The problem with so many liberal-minded like me is the expectation of a fair game that benefits everyone. No sooner is something made fair, then the offended devise a work-around that diminishes the accomplishment. The conservative right isn't just a concept, it's a hefty stream of citizens that organize and vote. Never know what they'll come-up with next to display and accuse. They remind me of the character "Beetlejuice". Rensin is painting this as a liberal take-over of America and shame on the liberals for complaining and being whiny...go wipe our noses and dry our tears, he infers.

There is a conservative take-over of America and I call it foul.

mike (again) said...


Rebuttal to rebuttal:

I think both writers have lost their way, as do many of the individuals leaving comments. Ironically, both authors employ a liberal smugness toward the other...LOL.

mike (again) said...

Oooops - Rebuttal to rebuttal should be:

Twilight said...

mike ~ Oh wow! You've been busy. We've been out most of the day, so I have just read your comments. :-)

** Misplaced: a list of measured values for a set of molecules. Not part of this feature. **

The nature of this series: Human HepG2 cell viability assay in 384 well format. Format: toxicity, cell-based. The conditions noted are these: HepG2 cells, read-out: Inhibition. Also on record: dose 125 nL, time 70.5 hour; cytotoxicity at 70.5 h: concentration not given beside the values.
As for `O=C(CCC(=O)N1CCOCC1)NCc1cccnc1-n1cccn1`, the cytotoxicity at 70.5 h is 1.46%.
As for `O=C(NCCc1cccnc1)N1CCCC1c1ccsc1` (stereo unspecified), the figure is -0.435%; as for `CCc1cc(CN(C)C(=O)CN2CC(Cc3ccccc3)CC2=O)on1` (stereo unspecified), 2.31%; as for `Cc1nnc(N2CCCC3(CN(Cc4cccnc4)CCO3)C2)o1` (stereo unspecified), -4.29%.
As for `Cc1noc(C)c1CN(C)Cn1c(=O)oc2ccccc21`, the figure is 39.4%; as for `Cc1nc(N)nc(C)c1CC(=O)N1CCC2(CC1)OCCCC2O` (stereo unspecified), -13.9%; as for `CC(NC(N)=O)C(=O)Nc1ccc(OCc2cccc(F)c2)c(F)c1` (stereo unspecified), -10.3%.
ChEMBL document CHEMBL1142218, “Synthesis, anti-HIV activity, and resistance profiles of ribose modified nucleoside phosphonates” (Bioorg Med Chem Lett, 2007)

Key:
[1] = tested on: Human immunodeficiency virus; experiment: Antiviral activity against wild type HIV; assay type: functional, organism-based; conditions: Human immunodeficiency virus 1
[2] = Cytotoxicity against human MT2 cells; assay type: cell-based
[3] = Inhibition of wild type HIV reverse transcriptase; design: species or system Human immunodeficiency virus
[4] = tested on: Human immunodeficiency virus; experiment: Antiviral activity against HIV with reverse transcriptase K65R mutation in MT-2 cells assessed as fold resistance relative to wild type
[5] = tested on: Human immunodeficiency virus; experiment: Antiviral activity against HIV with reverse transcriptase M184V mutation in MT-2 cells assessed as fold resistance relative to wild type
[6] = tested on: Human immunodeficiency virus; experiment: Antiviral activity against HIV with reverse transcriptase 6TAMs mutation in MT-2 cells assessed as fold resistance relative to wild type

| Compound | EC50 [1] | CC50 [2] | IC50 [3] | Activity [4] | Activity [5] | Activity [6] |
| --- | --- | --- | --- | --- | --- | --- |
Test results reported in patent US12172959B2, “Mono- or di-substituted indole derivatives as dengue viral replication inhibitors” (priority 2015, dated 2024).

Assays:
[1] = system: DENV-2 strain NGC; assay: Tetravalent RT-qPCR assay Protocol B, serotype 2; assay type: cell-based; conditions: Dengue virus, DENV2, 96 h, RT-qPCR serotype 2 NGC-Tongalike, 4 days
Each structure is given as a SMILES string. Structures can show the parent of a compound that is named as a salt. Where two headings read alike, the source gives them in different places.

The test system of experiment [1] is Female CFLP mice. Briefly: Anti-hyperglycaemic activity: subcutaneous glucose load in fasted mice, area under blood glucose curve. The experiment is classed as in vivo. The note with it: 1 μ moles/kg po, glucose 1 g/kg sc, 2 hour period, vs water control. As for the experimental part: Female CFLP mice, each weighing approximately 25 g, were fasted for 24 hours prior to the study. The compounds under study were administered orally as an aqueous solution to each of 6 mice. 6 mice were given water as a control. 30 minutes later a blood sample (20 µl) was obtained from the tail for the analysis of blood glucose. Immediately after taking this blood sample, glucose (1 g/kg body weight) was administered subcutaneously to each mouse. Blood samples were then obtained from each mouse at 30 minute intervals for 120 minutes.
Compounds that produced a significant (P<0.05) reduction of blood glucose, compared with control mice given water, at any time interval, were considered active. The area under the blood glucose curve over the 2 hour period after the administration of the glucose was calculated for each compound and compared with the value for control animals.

I haven't yet read the rebuttal and rebuttal of rebuttal.

Before we went out I saw that some commenters at Lawyers Guns and Money were sniggering at the Rensin article - but my immediate reaction was, "well, they would, wouldn't they?" ('Nuf said)

I dunno mike....I understand your point of view, I do - but I also think that I understand what Rensin was getting at - in that overly long-winded essay. That piece would benefit from a good strong edit!

In a way there's a teeny tiny similarity to USA/European/UK attacks in Middle East somewhere, being retaliated by terrorism in the US or UK/ Europe. If those on the left (though actually those smug liberals, subject of the article, are not left they are...something else) think it's alright to denigrate others for their political choices, then they can't expect respect in return. This all started long ago,I suppose, and the advent of social media has brought it all more to the surface, and doubled and re-doubled it times thousands.

I think Emmett Rensin was really saying "Can't we all get along?" (Do as we would be done to - speak as we would be spoken to, try to understand others as we would hope others try understand us.) That was my take, peeling away the detail in the essay.